They have come out fighting – again – but Russian football chiefs are battling to deal with another blow to their suitability to host next summer’s World Cup.
Less than a year before the tournament kicks off there, claims have emerged that their entire squad for the 2014 competition were involved in state-sponsored doping.
All 23 players on the Russia team that crashed out at the group stage three years ago in Brazil are reportedly being looked at as part of a broader scandal.
Russian deputy Prime Minister Vitaly Mutko – the man who claimed the country has already cleaned up racism and hooliganism – has gone on a similar offensive over the doping claims.
“There have never been and will never be any problems with doping in our football,” he said. “Our team are permanently being tested, they undergo doping tests after every match.
“They have written some sort of nonsense. Don’t bother reading the English newspapers in the morning.”
FIFA, however, are carrying on with their investigation into the McLaren report which claims at least 30 sports, including football, covered up samples involving more than 1,000 athletes between 2011 and 2015.
So far, the organisation insist, nobody from the World Cup has returned a positive test,
But, a spokesman said: “FIFA has simply confirmed that, in close collaboration with Wada [World Anti-Doping Agency], it is still investigating the allegations involving football players in the so-called McLaren report.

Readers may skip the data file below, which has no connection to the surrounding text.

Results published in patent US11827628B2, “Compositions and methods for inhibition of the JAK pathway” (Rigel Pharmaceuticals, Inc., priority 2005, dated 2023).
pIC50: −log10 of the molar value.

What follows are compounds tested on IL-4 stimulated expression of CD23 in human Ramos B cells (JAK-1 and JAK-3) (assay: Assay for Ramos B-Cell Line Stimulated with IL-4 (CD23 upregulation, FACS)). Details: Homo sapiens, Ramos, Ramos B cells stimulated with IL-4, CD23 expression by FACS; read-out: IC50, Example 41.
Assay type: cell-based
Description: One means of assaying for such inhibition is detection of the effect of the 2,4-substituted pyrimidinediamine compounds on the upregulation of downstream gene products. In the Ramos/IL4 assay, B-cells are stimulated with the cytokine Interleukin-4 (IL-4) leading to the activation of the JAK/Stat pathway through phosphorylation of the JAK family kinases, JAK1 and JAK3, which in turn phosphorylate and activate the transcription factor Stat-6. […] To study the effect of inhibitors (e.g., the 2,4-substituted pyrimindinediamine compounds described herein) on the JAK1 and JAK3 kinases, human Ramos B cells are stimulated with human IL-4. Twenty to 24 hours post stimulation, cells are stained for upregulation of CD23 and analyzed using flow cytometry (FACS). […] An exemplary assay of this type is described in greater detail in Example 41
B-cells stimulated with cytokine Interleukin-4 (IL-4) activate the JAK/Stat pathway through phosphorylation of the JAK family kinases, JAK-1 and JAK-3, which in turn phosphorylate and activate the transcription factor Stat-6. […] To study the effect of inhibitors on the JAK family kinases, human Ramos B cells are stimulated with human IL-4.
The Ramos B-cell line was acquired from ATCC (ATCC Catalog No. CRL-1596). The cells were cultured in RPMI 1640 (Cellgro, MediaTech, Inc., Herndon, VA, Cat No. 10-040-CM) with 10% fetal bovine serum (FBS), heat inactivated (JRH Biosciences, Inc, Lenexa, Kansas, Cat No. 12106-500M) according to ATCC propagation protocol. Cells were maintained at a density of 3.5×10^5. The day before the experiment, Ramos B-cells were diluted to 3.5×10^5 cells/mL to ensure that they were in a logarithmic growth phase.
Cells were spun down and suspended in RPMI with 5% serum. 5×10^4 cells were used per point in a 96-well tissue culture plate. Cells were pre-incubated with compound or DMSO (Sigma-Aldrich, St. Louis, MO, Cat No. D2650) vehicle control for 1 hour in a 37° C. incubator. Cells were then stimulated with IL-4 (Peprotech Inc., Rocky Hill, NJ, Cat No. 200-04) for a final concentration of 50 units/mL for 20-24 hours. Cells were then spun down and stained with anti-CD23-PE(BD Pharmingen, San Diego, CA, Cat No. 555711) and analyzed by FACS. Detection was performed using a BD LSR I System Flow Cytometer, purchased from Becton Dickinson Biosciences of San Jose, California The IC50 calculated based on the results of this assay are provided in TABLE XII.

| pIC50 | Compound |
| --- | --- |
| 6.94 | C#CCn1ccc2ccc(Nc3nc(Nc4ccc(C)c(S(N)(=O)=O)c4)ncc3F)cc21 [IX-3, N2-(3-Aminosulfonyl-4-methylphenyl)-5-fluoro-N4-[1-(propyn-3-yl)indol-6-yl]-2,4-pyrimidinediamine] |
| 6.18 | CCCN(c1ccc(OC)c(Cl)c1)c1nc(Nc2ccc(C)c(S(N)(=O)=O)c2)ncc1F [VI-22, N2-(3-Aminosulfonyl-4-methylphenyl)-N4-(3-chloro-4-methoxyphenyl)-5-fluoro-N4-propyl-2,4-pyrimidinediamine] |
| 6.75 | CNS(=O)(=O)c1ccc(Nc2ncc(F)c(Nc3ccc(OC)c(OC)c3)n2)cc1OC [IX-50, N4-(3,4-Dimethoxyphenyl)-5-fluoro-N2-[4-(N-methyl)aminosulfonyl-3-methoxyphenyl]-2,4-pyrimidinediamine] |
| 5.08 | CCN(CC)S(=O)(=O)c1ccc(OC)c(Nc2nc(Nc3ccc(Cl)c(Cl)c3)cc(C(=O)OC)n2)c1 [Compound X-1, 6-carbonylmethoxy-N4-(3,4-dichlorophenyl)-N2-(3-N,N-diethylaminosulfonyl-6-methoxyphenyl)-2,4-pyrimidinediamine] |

“However, FIFA did not refer to any particular players, since it cannot comment on the status of ongoing investigations.”
The FA were staying tight-lipped about the matter on Sunday night as they wait for the outcome of FIFA’s investigations.
For the Russians, however, the latest controversy follows several others for the country within sport.
Most of their track-and-field team was banned from last year’s Olympics in Rio over doping. Their entire Paralympics squad was also excluded. The spectre of doping also lingered over their 2014 Winter Olympics in Sochi.
Claims of bribery persist.
In addition, few are convinced that the Russians have the hooliganism issue, which threatens to flare up next summer, under control.
Five of the players from the 2014 squad are in the team that have been competing at this week’s Confederations Cup there. Russia were eliminated on Saturday, after losing to Mexico.
FIFA added: “As far as the FIFA Confederations Cup is concerned, every participating player has been tested through blood and urine in unannounced controls.
“Both the results of the unannounced and the post-match tests have been negative so far.”